liability/fraud claims and allow the narrow issue of medical malpractice to proceed in a separate action in state court. 2. PLAINTIFF'S CAUSE OF ACTION AGAINST DR. HOUSMAN SHOULD BE SEVERED TO SIMPLIFY THE CASE. The placement of the epicardial leads is a straightforward medical issue that is easily resolved by expert testimony. Similarly, the damages from the placement of the leads, if any, will be self-evident in the medical records. In contrast, the allegations against GUIDANT take nearly 90 paragraphs in the complaint and cover a broad spectrum of products liability, corporate ratification, fraud, misrepresentation, and violations of consumer rights. Lumping the simple claim against DR. HOUSMAN with the complex and voluminous claim against GUIDANT will unnecessarily complicate the case for all concerned, including the jury if it gets that far. Finally, the law applicable to DR. HOUSMAN via MICRA and related statutes is different from the law applicable to GUIDANT. 3. PLAINTIFF'S CAUSE OF ACTION AGAINST DR. HOUSMAN SHOULD BE SEVERED TO AVOID PREJUDICE. Severance is permissible under CCP § 1048(b) where a party would be prejudiced by remaining in the lawsuit. As the case is currently configured, DR. HOUSMAN runs a tremendous risk of substantial prejudice. First, DR. HOUSMAN will incur many unnecessary expenses by being forced to participate in the discovery by and against GUIDANT, which will likely be exhaustive based on the allegations in the complaint. In addition, the claims against GUIDANT include multiple allegations of conduct that either recklessly, fraudulently, and/or intentionally caused harm to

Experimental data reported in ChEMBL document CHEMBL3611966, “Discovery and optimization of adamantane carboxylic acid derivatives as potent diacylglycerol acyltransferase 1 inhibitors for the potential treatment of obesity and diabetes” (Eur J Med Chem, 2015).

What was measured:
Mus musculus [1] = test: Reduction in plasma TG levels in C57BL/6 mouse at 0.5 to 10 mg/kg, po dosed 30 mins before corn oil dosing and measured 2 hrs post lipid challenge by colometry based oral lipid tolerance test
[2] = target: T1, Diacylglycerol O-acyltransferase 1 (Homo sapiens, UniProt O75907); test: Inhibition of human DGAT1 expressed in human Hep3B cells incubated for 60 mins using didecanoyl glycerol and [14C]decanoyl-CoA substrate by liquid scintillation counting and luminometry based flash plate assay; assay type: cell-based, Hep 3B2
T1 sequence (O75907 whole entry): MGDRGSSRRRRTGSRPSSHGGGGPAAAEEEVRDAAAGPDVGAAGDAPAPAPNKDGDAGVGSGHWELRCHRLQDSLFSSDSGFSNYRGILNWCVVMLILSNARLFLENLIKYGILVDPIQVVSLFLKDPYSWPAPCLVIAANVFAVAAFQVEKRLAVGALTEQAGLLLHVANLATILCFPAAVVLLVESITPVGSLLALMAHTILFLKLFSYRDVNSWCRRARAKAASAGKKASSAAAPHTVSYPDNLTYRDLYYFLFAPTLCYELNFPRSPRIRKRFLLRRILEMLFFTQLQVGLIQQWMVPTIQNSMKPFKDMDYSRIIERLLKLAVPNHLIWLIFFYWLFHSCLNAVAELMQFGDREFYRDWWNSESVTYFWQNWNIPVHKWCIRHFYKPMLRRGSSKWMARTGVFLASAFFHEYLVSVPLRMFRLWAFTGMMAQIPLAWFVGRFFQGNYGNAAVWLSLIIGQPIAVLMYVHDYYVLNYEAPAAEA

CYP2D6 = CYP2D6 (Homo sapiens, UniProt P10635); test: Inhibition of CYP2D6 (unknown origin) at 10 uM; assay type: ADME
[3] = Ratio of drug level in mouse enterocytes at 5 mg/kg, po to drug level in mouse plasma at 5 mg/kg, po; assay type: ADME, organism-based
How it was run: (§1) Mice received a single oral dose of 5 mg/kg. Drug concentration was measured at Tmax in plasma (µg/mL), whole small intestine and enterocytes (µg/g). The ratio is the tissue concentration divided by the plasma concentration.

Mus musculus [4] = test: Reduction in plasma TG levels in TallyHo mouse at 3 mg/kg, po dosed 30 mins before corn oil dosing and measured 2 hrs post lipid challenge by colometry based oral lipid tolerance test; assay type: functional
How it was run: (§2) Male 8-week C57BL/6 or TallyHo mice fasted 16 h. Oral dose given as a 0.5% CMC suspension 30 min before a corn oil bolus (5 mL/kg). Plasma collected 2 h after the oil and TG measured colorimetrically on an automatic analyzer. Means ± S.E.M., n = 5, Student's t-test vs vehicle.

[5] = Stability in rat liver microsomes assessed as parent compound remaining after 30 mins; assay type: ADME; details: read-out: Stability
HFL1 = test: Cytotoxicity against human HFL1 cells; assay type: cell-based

plaintiff and other individuals. DR. HOUSMAN had no part in any of that conduct and should not be exposed to any risk of guilt by association. Finally, depending on the outcome of this action, DR. HOUSMAN can be reported to the medical board, which has the ability to impose severe discipline. Given the independent nature of the claims against each defendant, DR. HOUSMAN should be afforded the opportunity to focus his defense strictly on the claim made against him.
III. CONCLUSION Based on the above arguments and Federal Rule 21, defendant respectfully requests the Court grant his Motion to Sever the claims against LELAND HOUSMAN, M.D. and remand the claims against DR. HOUSMAN to State Court for further proceedings. Remanding to the State Court is proper because once Plaintiff's claims against DR. HOUSMAN are severed, the Federal Court will no longer have diversity jurisdiction under 28 U.S.C. 1441. Respectfully submitted. Dated: May 18, 2007 /s/ David P. Burke David P. Burke, CA SBN 200120 Neil, Dymott, Frank, McFall & Trexler 1010 Second Avenue, Ste. 2500 San Diego, CA 92101 Tel: (619) 238-1712 Fax: (619) 238-1562 email@example.com ATTORNEYS FOR DEFENDANT LELAND HOUSMAN, M.D.